Professor Krystal Cleary is an interdisciplinary scholar with specializations in critical disability studies, media studies, and intersectional feminist and queer theory. Her current research considers how the legacy of the American freak show is being restaged and revised in present-day media texts. While we have indeed been historically primed by the freak show to regard extraordinary bodies as worthy of the stare, her research reveals how today’s pop cultural products that position the non-normative body as a public spectacle are saturated by normativizing and neoliberal discourses of gender, race, sexuality, ability and class. She is interested in cultural functions “freak” serves as a polyvalent term: it is at once an historical character from the 19th-century freak show stage, a reclaimed badge of pride, and a contemporary term of derision. With contact between disabled and non-disabled people limited by architectural and attitudinal barriers, mainstream media remains the primary pedagogical source about disability. Her work therefore considers popular culture texts as crucial sites of ideological formation, contestation, and dissemination in need of critical analysis.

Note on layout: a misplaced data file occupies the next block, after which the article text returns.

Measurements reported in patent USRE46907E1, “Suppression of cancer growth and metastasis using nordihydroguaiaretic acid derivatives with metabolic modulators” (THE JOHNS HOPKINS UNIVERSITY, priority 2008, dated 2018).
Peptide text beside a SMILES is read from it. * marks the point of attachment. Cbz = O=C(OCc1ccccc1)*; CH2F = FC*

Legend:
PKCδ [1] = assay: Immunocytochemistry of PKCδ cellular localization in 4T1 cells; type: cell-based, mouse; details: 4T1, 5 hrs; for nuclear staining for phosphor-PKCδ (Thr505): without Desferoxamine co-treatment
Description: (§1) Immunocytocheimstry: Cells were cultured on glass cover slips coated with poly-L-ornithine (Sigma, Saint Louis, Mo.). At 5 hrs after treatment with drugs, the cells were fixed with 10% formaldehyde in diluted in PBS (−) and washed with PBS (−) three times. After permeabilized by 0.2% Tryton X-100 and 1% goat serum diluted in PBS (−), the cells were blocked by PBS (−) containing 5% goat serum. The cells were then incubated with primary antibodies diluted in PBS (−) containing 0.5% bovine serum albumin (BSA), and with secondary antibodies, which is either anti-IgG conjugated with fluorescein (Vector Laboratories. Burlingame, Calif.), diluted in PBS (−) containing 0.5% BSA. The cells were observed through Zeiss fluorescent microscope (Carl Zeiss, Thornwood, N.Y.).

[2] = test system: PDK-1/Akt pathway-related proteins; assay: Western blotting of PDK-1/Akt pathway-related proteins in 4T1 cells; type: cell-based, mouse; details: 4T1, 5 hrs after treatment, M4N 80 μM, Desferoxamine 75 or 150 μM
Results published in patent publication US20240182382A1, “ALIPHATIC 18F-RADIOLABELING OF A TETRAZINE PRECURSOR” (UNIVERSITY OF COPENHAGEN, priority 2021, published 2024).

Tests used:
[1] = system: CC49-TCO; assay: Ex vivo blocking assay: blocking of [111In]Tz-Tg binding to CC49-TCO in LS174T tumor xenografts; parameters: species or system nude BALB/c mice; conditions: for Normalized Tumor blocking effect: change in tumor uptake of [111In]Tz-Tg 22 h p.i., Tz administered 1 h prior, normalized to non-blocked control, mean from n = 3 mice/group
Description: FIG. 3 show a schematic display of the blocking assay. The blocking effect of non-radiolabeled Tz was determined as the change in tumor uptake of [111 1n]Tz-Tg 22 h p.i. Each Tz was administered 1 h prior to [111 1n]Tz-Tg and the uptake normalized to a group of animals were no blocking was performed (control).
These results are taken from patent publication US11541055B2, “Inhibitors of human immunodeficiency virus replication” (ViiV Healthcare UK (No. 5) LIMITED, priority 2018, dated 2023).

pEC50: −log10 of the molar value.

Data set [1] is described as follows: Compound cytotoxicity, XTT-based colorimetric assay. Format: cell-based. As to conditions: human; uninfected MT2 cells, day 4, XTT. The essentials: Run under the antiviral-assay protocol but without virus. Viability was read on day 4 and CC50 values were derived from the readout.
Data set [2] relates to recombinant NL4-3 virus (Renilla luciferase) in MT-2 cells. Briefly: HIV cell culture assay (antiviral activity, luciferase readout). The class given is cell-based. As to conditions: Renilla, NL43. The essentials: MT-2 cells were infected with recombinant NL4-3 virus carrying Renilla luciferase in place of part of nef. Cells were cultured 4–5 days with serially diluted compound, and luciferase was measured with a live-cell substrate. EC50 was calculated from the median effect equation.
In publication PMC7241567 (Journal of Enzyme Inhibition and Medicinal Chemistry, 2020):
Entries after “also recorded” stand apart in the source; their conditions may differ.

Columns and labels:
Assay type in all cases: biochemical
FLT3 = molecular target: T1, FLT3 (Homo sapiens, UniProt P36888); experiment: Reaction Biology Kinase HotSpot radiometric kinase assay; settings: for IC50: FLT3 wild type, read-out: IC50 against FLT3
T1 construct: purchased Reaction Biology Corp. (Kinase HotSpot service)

Disability and Reality TV